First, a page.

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Can Tigers' highly paid stars do it this season?

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It takes stars to win a World Series, Tigers owner Mike Ilitch believes, so he hasn't balked at accumulating one of the highest payrolls in baseball.

Ilitch, who turns 84 this year, okayed the paying of $80 million over five seasons to bring back mid-rotation starter Anibal Sanchez so Detroit would have one of the game's deepest staffs.

Ace Justin Verlander is getting $20 million, Max Scherzer avoided arbitration by agreeing to a $6.725 million contract and the Tigers' other two starters entering spring training will pitch for at least $4 million this year.

Fold in high-priced Miguel Cabrera, Prince Fielder and Victor Martinez, returning from an injury-idled 2012, and the Tigers will have a payroll around $150.

A good rotation (after Sanchez was added last July 23) helped Detroit play strong down the stretch to snatch the AL Central from the Chicago White Sox, but a limited offense contributed to the team getting swept by San Francisco after it got to the World Series.

Signing Torii Hunter to play right field addressed some of the offensive shortcomings, at least on paper, and having the switch-hitting Martinez, coming off a left knee injury, hitting behind cleanup man Fielder should lengthen the lineup. It may take Martinez some time to get the rust off, but he took time to get going in 2011 and still hit .330.

Alex Avila had a procedure on his left knee the club feels will solve his tendinitis problems, which was blamed for the sharp offensive falloff from his 2011 All-Star season.

And despite all the talk that there would be a new shortstop, a trimmer and thus slightly more mobile Jhonny Peralta will still be patrolling the position -- at least entering spring training.

Much has been made of the club having an extra starter with the re-signing of Sanchez, but GM Dave Dombrowski has a theoretically solid starter in Rick Porcello and won't just give him away. If a trade does happen, second-year man Drew Smyly is ready to step in and give the rotation its only left-handed member.

Manager Jim Leyland will thus have a veteran but not-too-old team to run in the spring. He likes to look at young players in the early exhibition games so they aren't complete strangers if they get called up in midseason. The last 10 days or so are for the regulars.

His biggest question mark will be determining whether hefty rookie Bruce Rondon, who has yet to appear in a major-league game, is ready to assume the closer's role that got away from Jose Valverde during the postseason.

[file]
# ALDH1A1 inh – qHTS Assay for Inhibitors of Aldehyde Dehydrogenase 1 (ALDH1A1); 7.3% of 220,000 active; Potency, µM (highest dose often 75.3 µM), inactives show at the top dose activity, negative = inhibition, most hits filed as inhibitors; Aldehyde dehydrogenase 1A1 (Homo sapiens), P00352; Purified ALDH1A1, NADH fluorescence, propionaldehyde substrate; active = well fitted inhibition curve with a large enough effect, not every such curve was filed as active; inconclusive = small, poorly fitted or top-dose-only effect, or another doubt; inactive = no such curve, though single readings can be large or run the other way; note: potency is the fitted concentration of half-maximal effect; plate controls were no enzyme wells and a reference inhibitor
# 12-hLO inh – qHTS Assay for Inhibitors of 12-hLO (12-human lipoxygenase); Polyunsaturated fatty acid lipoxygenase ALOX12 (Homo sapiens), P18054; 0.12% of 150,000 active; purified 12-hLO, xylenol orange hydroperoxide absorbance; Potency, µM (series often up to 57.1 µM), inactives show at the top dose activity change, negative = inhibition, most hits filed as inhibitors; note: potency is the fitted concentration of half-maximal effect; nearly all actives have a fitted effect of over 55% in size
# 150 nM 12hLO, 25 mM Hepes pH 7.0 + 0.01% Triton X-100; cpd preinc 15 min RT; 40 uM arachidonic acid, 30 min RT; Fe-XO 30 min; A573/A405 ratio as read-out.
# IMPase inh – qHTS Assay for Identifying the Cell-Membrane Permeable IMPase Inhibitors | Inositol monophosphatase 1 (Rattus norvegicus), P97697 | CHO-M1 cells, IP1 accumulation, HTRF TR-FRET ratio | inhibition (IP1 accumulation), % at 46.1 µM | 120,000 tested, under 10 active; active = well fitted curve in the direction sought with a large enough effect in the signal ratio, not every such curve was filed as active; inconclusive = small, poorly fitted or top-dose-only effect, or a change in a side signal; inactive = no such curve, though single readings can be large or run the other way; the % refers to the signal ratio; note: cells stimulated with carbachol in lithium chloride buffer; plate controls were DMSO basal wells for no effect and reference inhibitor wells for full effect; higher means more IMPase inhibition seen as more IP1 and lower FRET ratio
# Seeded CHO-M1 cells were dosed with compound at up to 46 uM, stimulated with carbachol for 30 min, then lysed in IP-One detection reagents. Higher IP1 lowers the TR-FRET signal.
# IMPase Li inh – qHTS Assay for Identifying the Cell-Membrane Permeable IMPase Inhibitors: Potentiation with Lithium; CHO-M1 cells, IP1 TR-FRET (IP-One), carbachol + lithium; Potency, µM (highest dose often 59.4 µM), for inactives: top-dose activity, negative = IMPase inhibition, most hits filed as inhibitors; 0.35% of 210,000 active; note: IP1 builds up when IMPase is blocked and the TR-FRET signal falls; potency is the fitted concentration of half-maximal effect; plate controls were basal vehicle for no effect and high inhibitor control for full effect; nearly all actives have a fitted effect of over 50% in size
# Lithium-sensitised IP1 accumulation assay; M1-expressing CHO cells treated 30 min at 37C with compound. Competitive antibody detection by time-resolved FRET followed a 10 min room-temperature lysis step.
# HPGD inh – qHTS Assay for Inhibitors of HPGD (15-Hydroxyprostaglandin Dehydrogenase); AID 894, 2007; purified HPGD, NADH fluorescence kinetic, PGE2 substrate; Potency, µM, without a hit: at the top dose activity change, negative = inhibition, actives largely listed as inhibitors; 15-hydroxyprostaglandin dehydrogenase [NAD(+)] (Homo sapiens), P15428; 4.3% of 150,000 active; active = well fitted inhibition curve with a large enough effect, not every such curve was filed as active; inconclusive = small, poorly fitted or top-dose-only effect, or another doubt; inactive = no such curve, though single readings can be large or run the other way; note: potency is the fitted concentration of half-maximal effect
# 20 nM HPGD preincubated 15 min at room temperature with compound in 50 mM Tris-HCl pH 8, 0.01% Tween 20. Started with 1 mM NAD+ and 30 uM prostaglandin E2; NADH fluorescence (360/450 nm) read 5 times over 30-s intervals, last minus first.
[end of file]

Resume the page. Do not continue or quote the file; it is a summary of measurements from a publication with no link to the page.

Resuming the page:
The organization feels Rondon, who throws a triple-digit fastball with a solid slider and good changeup, has the stuff and mentality to handle the job. But it also has Phil Coke, Joaquin Benoit and Octavio Dotel as insurance. Al Alburquerque and Brayan Villarreal have closer stuff, too, although neither has shown the kind of durability the role requires.

Leyland is going to use Rondon in a variety of ways to get a feel for his personality and especially how well he can bounce back from failure.

While there was offseason talk of adding a right-handed-hitting outfielder to platoon in left with Andy Dirks, the reality is that Dirks and holdover Brennan Boesch both hit lefties fairly well. Boesch, whose late-season struggles cost him a postseason roster spot, may be traded at some point, but he has such a big upside that the Tigers want to make sure they don't make a mistake.

Prized rookie outfielders Nick Castellanos and Avisail Garcia, who performed well in September and during the postseason, are both scheduled to open the season with Triple-A Toledo.

Switch-hitting Brayan Pena has replaced Gerald Laird as the backup catcher and Ramon Santiago remains as the primary backup middle infielder. Leyland must sort through Rule 5 pick Jeff Kobernus, Boesch, Quintin Berry and Don Kelly for the final two bench spots.

The club's other Rule 5 pick, lefty Kyle Lobstein, is competing with Darin Downs for a second lefty spot in the bullpen and both may be left out if Porcello remains with the team and Smyly is sent to the bullpen.

The Tigers enter spring training as one of the handful of teams with a solid chance of reaching the postseason, hoping a serious injury doesn't diminish their odds.

Two years ago Detroit was six games shy of Ilitch's dream. Last autumn it was down to four games.
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